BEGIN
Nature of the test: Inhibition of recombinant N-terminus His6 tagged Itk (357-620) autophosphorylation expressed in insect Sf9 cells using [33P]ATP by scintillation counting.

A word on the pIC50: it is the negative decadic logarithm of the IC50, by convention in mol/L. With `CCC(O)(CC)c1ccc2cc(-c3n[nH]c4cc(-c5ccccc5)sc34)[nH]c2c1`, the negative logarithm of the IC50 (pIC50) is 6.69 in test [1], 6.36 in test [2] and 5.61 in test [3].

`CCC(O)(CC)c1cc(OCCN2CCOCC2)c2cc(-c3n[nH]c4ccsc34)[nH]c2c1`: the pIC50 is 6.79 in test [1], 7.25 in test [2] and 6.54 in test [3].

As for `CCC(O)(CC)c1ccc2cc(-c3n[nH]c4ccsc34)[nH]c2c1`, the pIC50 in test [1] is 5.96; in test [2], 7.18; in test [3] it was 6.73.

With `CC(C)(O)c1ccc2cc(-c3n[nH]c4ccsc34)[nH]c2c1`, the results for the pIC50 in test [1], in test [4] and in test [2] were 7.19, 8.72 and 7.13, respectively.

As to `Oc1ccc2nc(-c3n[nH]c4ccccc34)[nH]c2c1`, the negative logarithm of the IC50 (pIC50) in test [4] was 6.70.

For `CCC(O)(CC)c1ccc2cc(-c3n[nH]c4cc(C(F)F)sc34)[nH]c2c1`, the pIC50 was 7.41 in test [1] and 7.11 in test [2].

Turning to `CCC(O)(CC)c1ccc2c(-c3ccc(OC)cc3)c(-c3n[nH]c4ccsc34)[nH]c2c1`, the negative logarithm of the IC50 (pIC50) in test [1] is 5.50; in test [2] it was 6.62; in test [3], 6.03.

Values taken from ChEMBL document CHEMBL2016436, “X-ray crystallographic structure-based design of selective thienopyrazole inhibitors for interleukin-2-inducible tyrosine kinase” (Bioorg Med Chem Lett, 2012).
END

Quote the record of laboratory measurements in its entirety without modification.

Nature of the test: Inhibition of recombinant N-terminus His6 tagged Itk (357-620) autophosphorylation expressed in insect Sf9 cells using [33P]ATP by scintillation counting.

A word on the pIC50: it is the negative decadic logarithm of the IC50, by convention in mol/L. With `CCC(O)(CC)c1ccc2cc(-c3n[nH]c4cc(-c5ccccc5)sc34)[nH]c2c1`, the negative logarithm of the IC50 (pIC50) is 6.69 in test [1], 6.36 in test [2] and 5.61 in test [3].

`CCC(O)(CC)c1cc(OCCN2CCOCC2)c2cc(-c3n[nH]c4ccsc34)[nH]c2c1`: the pIC50 is 6.79 in test [1], 7.25 in test [2] and 6.54 in test [3].

As for `CCC(O)(CC)c1ccc2cc(-c3n[nH]c4ccsc34)[nH]c2c1`, the pIC50 in test [1] is 5.96; in test [2], 7.18; in test [3] it was 6.73.

With `CC(C)(O)c1ccc2cc(-c3n[nH]c4ccsc34)[nH]c2c1`, the results for the pIC50 in test [1], in test [4] and in test [2] were 7.19, 8.72 and 7.13, respectively.

As to `Oc1ccc2nc(-c3n[nH]c4ccccc34)[nH]c2c1`, the negative logarithm of the IC50 (pIC50) in test [4] was 6.70.

For `CCC(O)(CC)c1ccc2cc(-c3n[nH]c4cc(C(F)F)sc34)[nH]c2c1`, the pIC50 was 7.41 in test [1] and 7.11 in test [2].

Turning to `CCC(O)(CC)c1ccc2c(-c3ccc(OC)cc3)c(-c3n[nH]c4ccsc34)[nH]c2c1`, the negative logarithm of the IC50 (pIC50) in test [1] is 5.50; in test [2] it was 6.62; in test [3], 6.03.

Values taken from ChEMBL document CHEMBL2016436, “X-ray crystallographic structure-based design of selective thienopyrazole inhibitors for interleukin-2-inducible tyrosine kinase” (Bioorg Med Chem Lett, 2012).